US9251313B2 (en) 2012-04-11 2016-02-02 Intouch Technologies, Inc. Systems and methods for visualizing and managing telepresence devices in healthcare networks
US8843956B2 (en) * 2012-04-12 2014-09-23 Comcast Cable Communications, Llc System and method for advertising
US9800483B2 (en) * 2012-04-13 2017-10-24 CirrusWorks, Inc. Method and apparatus for dynamic bandwidth allocation for optimizing network utilization
WO2013176762A1 (en) 2012-05-22 2013-11-28 Intouch Technologies, Inc. Social behavior rules for a medical telepresence robot
US9361021B2 (en) 2012-05-22 2016-06-07 Irobot Corporation Graphical user interfaces including touchpad driving interfaces for telemedicine devices
FR2995482A1 (en) * 2012-09-11 2014-03-14 France Telecom Managing the use of a bridge by a plurality of terminals
WO2014063471A8 (en) * 2012-10-29 2015-03-12 Huawei Technologies Co., Ltd. A bandwidth management device, central management device and method of bandwidth management
US9098611B2 (en) 2012-11-26 2015-08-04 Intouch Technologies, Inc. Enhanced video interaction for a user interface of a telepresence network
US20150350938A1 (en) * 2012-12-17 2015-12-03 Telefonaktiebolaget L M Ericsson (Publ) Technique for monitoring data traffic
US9368024B2 (en) * 2013-09-27 2016-06-14 Apple Inc. Remote control configuration using a remote control profile
US20150098390A1 (en) * 2013-10-04 2015-04-09 Vonage Network Llc Prioritization of data traffic between a mobile device and a network access point
US20150109909A1 (en) * 2013-10-21 2015-04-23 Time Warner Cable Enterprises Llc User-based profiling and network access
US9693231B2 (en) * 2014-01-27 2017-06-27 Time Warner Cable Enterprises Llc Wireless gateway, network access, and management
US9674147B2 (en) 2014-05-06 2017-06-06 At&T Intellectual Property I, L.P. Methods and apparatus to provide a distributed firewall in a network
US9450879B2 (en) 2014-05-09 2016-09-20 Nexgen Storage, Inc. Adaptive bandwidth throttling
US9867220B2 (en) 2014-07-01 2018-01-09 Microsoft Technology Licensing, Llc Tethering parameters for a tethering connection
US20170171778A1 (en) * 2015-12-14 2017-06-15 Afero, Inc. System and method for flow control in an internet of things (iot) system
US9930490B2 (en) 2016-03-28 2018-03-27 International Business Machines Corporation Location based dynamic bandwidth adjustment

Citations (58)

* Cited by examiner, † Cited by third party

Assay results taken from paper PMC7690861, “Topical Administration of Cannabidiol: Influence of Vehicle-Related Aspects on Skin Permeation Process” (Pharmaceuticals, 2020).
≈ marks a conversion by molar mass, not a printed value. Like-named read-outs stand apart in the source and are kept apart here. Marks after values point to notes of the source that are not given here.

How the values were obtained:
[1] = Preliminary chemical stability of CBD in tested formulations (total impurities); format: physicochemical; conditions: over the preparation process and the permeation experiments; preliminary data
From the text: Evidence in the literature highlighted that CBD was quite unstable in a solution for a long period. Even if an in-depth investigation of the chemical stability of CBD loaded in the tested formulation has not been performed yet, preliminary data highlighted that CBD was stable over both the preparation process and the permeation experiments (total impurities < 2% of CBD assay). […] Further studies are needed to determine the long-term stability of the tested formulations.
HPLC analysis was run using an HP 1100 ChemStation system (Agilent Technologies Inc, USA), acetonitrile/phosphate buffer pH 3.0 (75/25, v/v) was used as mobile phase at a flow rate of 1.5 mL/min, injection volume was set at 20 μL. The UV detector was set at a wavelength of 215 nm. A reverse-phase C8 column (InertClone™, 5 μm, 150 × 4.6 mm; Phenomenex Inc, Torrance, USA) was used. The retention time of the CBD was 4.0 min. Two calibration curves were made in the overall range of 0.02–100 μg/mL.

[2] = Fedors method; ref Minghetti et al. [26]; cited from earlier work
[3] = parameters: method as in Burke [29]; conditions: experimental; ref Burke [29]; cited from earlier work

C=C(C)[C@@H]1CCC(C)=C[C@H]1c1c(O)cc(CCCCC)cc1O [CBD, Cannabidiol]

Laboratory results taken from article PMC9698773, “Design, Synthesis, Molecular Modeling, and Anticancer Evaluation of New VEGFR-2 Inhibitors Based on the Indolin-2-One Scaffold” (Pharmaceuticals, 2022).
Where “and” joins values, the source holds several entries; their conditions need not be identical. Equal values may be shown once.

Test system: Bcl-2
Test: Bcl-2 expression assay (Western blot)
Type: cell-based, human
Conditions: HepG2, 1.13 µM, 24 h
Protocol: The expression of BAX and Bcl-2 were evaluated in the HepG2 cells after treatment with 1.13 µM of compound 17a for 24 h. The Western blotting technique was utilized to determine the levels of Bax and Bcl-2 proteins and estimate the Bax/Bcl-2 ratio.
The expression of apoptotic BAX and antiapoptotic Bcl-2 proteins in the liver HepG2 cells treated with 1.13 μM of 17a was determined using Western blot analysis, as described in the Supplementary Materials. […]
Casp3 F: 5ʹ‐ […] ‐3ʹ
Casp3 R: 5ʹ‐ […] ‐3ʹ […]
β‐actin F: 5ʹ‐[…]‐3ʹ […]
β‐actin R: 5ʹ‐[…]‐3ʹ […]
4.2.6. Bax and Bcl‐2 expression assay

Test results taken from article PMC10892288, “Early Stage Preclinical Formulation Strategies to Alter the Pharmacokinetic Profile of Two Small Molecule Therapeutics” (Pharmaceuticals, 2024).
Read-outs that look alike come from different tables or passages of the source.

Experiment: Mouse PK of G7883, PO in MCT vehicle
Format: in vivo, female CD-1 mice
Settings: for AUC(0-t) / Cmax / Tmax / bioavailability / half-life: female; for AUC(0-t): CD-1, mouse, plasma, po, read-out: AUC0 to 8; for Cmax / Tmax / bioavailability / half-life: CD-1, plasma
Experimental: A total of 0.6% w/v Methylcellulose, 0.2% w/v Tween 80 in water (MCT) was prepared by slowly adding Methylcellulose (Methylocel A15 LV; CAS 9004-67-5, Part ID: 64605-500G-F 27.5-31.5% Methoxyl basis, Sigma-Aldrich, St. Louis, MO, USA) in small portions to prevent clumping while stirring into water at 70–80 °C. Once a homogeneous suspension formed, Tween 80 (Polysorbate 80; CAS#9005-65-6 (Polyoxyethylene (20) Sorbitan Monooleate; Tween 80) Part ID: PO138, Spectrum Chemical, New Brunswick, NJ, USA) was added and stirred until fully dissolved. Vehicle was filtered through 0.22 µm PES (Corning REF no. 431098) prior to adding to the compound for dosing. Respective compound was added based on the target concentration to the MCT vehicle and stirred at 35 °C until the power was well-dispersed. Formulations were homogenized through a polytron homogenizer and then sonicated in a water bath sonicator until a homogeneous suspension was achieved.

Publication number Priority date Publication date Assignee Title
US5623601A (en) * 1994-11-18 1997-04-22 Milkway Networks Corporation Apparatus and method for providing a secure gateway for communication and data exchanges between networks
US5835727A (en) * 1996-12-09 1998-11-10 Sun Microsystems, Inc. Method and apparatus for controlling access to services within a computer network
US6226752B1 (en) * 1999-05-11 2001-05-01 Sun Microsystems, Inc. Method and apparatus for authenticating users
US6266774B1 (en) * 1998-12-08 2001-07-24 Mcafee.Com Corporation Method and system for securing, managing or optimizing a personal computer
US20020023210A1 (en) * 2000-04-12 2002-02-21 Mark Tuomenoksa Method and system for managing and configuring virtual private networks
US20020026503A1 (en) * 2000-04-12 2002-02-28 Samuel Bendinelli Methods and system for providing network services using at least one processor interfacing a base network
US20020026531A1 (en) * 2000-04-12 2002-02-28 John Keane Methods and systems for enabling communication between a processor and a network operations center
US20020029276A1 (en) * 2000-04-12 2002-03-07 Samuel Bendinelli Methods and systems for an extranet
US20020053031A1 (en) * 2000-04-12 2002-05-02 Samuel Bendinelli Methods and systems for hairpins in virtual networks
US20020056008A1 (en) * 2000-04-12 2002-05-09 John Keane Methods and systems for managing virtual addresses for virtual networks
US20020091859A1 (en) * 2000-04-12 2002-07-11 Mark Tuomenoksa Methods and systems for partners in virtual networks
US20020099829A1 (en) * 2000-11-27 2002-07-25 Richards Kenneth W. Filter proxy system and method
US20020133586A1 (en) * 2001-01-16 2002-09-19 Carter Shanklin Method and device for monitoring data traffic and preventing unauthorized access to a network